Matt Harmon of NFL.com put together a list of the top 10 offensive lines in football based on performance in the 2017 season. The list was strictly developed through the use of next gen stats, which defined pressure as "pass-rushing play in which a defender gets within 2 yards of the opposing quarterback at the time of the throw or sack." In addition, "yards gained before close" was taken into account. This metric is meant to measure "the amount of rushing yards a running back gains before opposing defenders come within 1 yard of the player."
After compiling all of these stats, the Cowboys offensive line was left off of the list completely. Maybe even more surprising, however, was that the Philadelphia Eagles' line failed to crack the top ten as well. That's two lines with 3-4 Pro Bowl caliber players each missing the cut.
According to Matt Harmon the Cowboys allowed a pressure on 28.6% of Dak Prescott's dropbacks, 12th highest in the league. Dallas also ranked 20th in the league in YGBC in 2017.
While I do have some issues with the methodology of these statistics, the final result is actually hard to argue with. Down the stretch the Cowboys offense was downright pathetic at times. Regardless of how highly we thought of them prior to the year, the offense didn't perform to their standards, or the standards of a top ten unit.
Heading into 2018, however, I do expect this offensive line to begin to regain form. La'el Collins should continue to improve on the right side, and he is already an adequate starting right tackle regardless. I also expect Dallas to address their left guard spot, potentially within the first two rounds of the 2018 NFL Draft.
In the end the success of this line may hinge on the health of Tyron Smith, though. When healthy, Smith is the best left tackle in all of football. But that "when healthy" caveat has certainly hurt the Cowboys offense.
The way the front office handles their offensive line this offseason will play a huge role in the success, or lack thereof, of the Cowboys in 2018.
Cowboys 2018 Free Agents: CB Bene Benwikere
After playing sparsely for the Dallas Cowboys in 2017, veteran cornerback Bene Benwikere is set to be an unrestricted free agent. Could he stay in Dallas, or will he have to find work elsewhere?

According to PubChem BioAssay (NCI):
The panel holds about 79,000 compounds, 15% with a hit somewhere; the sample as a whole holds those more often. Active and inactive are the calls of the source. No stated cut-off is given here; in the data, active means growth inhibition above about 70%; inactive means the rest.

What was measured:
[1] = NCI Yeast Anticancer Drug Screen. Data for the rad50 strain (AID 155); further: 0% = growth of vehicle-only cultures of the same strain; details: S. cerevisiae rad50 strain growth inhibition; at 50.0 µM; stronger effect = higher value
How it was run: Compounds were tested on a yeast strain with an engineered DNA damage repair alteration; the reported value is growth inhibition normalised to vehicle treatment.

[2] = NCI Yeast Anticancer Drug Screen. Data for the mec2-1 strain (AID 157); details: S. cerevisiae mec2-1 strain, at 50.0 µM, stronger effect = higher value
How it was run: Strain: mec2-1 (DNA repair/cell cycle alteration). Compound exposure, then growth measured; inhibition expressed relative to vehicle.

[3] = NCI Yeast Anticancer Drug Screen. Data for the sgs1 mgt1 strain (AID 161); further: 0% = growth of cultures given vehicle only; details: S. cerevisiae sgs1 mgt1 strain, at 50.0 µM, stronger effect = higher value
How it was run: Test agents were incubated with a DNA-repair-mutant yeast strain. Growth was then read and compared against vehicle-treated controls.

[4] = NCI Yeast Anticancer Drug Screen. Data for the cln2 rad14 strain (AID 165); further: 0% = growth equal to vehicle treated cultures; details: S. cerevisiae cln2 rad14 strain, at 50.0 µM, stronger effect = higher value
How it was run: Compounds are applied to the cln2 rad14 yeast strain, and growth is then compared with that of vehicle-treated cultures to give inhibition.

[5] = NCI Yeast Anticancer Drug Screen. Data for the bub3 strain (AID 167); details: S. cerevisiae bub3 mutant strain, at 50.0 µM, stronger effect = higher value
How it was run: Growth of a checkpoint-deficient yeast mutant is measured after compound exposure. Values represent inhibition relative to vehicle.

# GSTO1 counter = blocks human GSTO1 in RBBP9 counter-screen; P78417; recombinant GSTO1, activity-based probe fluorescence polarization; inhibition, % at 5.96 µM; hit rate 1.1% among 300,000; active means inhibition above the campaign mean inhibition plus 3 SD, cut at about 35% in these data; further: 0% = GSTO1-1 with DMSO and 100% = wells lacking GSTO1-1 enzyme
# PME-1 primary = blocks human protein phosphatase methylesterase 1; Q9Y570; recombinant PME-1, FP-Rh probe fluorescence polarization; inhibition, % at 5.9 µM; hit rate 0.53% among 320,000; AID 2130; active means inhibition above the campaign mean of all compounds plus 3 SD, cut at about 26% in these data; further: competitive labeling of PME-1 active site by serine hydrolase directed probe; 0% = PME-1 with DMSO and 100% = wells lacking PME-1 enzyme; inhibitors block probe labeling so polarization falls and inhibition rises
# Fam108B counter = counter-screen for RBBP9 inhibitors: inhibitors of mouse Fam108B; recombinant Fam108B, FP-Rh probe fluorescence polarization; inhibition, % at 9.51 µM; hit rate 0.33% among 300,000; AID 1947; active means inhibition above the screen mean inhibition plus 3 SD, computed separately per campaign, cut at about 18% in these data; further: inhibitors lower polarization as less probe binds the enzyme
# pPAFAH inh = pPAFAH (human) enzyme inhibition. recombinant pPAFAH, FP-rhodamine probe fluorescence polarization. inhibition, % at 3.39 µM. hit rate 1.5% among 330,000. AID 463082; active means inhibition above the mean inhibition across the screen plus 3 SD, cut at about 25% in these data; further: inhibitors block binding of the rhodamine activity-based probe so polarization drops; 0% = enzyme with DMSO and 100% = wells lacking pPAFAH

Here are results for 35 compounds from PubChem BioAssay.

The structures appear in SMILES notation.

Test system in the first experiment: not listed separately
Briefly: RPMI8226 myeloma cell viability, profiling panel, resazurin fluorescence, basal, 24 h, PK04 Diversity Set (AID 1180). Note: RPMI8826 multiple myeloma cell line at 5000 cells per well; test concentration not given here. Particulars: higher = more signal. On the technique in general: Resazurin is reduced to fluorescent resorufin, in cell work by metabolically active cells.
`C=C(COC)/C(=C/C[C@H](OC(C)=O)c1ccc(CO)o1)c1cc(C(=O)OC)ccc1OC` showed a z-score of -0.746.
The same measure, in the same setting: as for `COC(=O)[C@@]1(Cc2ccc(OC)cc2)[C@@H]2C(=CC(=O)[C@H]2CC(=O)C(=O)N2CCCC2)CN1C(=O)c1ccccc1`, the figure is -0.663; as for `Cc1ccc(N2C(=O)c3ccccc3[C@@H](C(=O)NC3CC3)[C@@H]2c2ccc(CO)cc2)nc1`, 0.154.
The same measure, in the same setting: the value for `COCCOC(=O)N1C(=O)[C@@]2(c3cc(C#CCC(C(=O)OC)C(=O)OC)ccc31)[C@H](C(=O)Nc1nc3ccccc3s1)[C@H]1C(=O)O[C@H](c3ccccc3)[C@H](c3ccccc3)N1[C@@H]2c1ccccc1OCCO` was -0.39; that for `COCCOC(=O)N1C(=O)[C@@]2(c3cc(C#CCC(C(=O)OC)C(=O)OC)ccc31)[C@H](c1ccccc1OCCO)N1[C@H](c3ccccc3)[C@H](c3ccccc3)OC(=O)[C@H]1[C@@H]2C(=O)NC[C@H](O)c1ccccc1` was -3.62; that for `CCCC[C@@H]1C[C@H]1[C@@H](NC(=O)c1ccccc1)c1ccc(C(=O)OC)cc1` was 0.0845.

Dallas was concerned about its CB depth with heavy reliance on young players and Jourdan Lewis barely participating in the offseason. Therefore, the Cowboys traded a sixth-round pick to the Cincinnati Bengals for Benwikere just before Week One.
After a stellar rookie season with the Carolina Panthers in 2014, Bene had suffered a steep fall before landing in Cincy. Injuries and poor play got him cut midway through 2016 by the Panthers, and then Benwikere bounced from Miami to Green Bay before finally signing with the Bengals in the 2017 offseason.
Though a few years removed from being an All-Rookie Team standout, Bene Benwikere is still just 26 and may still draw interest from scouts who remember his better days. He is likely counting on that, because the Cowboys' secondary is starting to fill up.
The Cowboys currently have exciting sophomores Chidobe Awuzie and Jourdan Lewis expected to start in 2018. Anthony Brown is back for his third season and will be active on game days.
Orlando Scandrick's future is cloudy, but Dallas won't get much cap relief from releasing him this season. They may elect to keep the veteran for one more year, which would all but fill out the CB depth chart.
Even if Scandrick leaves, talk that Dallas may move Byron Jones back to corner from safety would only leave Benwikere in the same disadvantaged position for finding work.
The best chance that Bene Benwikere has to stay with the Cowboys is if new Defensive Backs Coach Kris Richard remembers him from 2014. Coaches often feel that can get more out of a player than the last guy, and Richard may see potential in Benwikere that his last few teams couldn't unlock.
Four years ago may be too long, though, and especially with a fresh new crop of young players coming into the league. Especially if they keep Scandrick, Dallas may want to use the rest of their roster spots on younger prospects.
As it stands, Bene Benwikere is unlikely to return to the Cowboys. However, given the flashes of potential he once showed in the NFL, you can't be certain that Dallas won't want to give him one more chance.